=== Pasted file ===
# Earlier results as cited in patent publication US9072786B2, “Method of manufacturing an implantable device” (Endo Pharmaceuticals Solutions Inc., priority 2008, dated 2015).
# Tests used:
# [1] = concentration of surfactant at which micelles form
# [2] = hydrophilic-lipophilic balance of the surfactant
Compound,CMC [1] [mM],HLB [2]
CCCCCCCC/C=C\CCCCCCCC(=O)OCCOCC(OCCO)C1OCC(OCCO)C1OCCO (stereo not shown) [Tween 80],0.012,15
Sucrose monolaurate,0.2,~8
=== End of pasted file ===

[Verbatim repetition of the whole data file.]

# Earlier results as cited in patent publication US9072786B2, “Method of manufacturing an implantable device” (Endo Pharmaceuticals Solutions Inc., priority 2008, dated 2015).
# Tests used:
# [1] = concentration of surfactant at which micelles form
# [2] = hydrophilic-lipophilic balance of the surfactant
Compound,CMC [1] [mM],HLB [2]
CCCCCCCC/C=C\CCCCCCCC(=O)OCCOCC(OCCO)C1OCC(OCCO)C1OCCO (stereo not shown) [Tween 80],0.012,15
Sucrose monolaurate,0.2,~8